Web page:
We leave – promising to be in touch. If we can come up with a realistic plan as to how to extend the shoebox to fit (unlikely), and the necessary wherewithal to carry out any extensions we might have dreamt up (even more unlikely).

That evening we see the third and final property of the day. We are obliged to collect the owner and give him a lift to the house which he swears he owns. It is a charming little cottage, remnant of the days of Colonial administration, in a big garden. A watchman appears as we drive in. He does not look as if he has any clue who the owner is. Nor does the housegirl who stands on guard by the backdoor.

How many bedrooms does it have? I enquire.

Two …? No. Um …3, says the owner, thinking hard..

And bathrooms?

“One”, he says, more emphatically. “I think?”.

A toto appears and sweetly greets us all.

Is mama in, asks the ‘owner’?

Yes, says the child, venturing towards the door. Eagleeyed, watchdog house girl quickly hisses, ‘no, she’s not’.

I giggle.

Do your tenants know that you are planning to rent this house out to somebody else? asks husband suspiciously.

Oh yes, says the owner, ‘I have given them notice, they will leave at the end of this month and then you can move in’.

I’m not moving in anywhere until I’ve seen the inside, I say quickly.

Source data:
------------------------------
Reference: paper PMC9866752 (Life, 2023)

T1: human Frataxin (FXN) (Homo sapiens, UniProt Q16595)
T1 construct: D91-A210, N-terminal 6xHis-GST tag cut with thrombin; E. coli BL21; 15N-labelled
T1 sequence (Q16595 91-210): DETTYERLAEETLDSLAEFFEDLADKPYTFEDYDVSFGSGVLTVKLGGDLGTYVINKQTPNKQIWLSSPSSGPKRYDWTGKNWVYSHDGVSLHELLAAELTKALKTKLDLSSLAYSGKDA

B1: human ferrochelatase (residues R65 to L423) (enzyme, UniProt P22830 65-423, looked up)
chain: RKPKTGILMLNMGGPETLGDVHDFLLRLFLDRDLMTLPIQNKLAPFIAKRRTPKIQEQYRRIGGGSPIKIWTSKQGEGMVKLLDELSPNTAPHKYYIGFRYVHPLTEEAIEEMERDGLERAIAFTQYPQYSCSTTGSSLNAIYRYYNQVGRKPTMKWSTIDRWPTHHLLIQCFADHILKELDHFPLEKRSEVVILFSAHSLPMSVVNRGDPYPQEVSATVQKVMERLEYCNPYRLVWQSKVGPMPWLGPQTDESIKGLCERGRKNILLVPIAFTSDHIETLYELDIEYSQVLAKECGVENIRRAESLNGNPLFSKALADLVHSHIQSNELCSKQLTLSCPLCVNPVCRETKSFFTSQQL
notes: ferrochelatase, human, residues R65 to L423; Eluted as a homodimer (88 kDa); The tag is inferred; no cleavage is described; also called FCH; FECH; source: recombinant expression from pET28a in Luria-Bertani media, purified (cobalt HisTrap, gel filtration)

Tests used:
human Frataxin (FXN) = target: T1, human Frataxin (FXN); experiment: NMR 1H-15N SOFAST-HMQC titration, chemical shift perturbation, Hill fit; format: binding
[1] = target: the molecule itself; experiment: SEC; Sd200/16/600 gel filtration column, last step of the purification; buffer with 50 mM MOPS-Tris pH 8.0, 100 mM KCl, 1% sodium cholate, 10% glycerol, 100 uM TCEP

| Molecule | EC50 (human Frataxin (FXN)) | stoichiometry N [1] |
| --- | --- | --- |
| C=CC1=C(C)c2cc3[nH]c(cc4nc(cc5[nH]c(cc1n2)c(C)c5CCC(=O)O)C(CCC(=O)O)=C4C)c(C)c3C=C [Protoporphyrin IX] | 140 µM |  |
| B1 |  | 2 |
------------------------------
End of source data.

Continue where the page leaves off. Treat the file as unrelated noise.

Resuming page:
The owner shrugs. He clearly doesn’t see the necessity of viewing the house inside and out. But he’s going to work to accommodate this quirk.

Assuming, of course, the property really belongs to him.

Given that he was due – but has failed – to call me today to fix a time to re-view, this seems unlikely.  You’ve got to hand it to him though: bloody good try.

     

                            

Not Enough Hours in the Day …

November 1, 2007

When I moved to the Outpost, people asked, in tones of ill-disgused alarm, ”but what are you going to do all day?”

Defensively (because there’s no other way to respond a question that suggests you are about to relocate to position of exceedingly dull) I said, ”oh I’ll be fine, I’m very good at entertaining myself”.

I’m not. Not terribly. But I am very good at sort of faffing. Immersing myself in the here and now and being quite happy to plod about there. I write. Or at least that’s what I tell people I do (and sometimes it’s true) and writing is a gloriously time consuming career; I can spend hours gazing out of the window dressing daydreaming up as loftier Writer’s Block.